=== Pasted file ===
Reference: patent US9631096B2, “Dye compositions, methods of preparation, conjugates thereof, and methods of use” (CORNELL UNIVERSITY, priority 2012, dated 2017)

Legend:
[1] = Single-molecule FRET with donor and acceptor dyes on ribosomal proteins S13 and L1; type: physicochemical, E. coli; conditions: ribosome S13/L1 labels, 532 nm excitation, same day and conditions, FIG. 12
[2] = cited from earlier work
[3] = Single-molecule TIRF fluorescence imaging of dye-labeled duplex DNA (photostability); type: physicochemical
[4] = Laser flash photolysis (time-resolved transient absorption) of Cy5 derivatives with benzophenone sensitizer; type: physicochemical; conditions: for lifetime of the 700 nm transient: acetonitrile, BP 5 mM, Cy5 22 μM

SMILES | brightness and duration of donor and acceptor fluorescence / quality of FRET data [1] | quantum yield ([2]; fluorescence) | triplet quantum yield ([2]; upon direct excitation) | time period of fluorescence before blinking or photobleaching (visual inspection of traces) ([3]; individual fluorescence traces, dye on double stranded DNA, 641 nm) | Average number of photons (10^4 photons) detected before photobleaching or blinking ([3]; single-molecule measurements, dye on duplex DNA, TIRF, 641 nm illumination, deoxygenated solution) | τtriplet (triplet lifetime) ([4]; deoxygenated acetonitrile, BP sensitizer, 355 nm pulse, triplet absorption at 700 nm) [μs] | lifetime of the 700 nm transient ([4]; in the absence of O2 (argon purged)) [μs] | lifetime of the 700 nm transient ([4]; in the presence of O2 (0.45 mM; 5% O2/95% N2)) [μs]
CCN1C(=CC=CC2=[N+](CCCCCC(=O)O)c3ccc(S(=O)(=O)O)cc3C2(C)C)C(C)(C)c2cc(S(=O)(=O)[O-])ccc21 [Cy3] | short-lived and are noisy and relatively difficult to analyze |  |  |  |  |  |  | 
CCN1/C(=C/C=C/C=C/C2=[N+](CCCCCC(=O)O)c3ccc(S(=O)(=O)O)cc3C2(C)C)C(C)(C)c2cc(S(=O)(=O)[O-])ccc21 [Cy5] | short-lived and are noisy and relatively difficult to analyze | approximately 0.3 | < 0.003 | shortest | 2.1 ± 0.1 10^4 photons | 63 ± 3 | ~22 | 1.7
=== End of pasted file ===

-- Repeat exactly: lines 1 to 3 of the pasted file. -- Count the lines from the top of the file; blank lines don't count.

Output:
Reference: patent US9631096B2, “Dye compositions, methods of preparation, conjugates thereof, and methods of use” (CORNELL UNIVERSITY, priority 2012, dated 2017)

Legend:
[1] = Single-molecule FRET with donor and acceptor dyes on ribosomal proteins S13 and L1; type: physicochemical, E. coli; conditions: ribosome S13/L1 labels, 532 nm excitation, same day and conditions, FIG. 12